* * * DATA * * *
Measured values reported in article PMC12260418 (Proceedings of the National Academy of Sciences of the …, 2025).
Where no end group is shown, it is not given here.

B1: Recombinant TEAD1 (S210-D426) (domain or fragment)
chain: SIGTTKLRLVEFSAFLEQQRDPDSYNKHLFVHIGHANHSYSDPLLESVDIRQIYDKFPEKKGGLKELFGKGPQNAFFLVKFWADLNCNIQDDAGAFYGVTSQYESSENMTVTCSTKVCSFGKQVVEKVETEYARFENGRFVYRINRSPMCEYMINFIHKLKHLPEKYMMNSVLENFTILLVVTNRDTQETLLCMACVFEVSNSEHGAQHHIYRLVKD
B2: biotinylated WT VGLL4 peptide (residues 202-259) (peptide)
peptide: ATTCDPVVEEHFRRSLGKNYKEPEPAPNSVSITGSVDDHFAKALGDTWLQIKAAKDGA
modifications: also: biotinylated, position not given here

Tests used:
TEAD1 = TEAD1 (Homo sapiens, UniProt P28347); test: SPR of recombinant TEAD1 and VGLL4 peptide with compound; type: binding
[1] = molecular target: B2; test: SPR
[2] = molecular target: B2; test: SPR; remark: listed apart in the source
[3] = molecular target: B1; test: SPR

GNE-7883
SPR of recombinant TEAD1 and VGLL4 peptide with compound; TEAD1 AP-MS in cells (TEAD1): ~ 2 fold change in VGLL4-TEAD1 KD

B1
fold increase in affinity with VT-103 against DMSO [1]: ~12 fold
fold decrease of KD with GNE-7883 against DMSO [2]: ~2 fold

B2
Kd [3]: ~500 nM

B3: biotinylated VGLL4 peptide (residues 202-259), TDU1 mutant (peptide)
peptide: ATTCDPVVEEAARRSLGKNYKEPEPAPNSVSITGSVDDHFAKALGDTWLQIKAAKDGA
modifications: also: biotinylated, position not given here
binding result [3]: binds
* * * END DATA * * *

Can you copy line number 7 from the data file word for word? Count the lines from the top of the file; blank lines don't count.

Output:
modifications: also: biotinylated, position not given here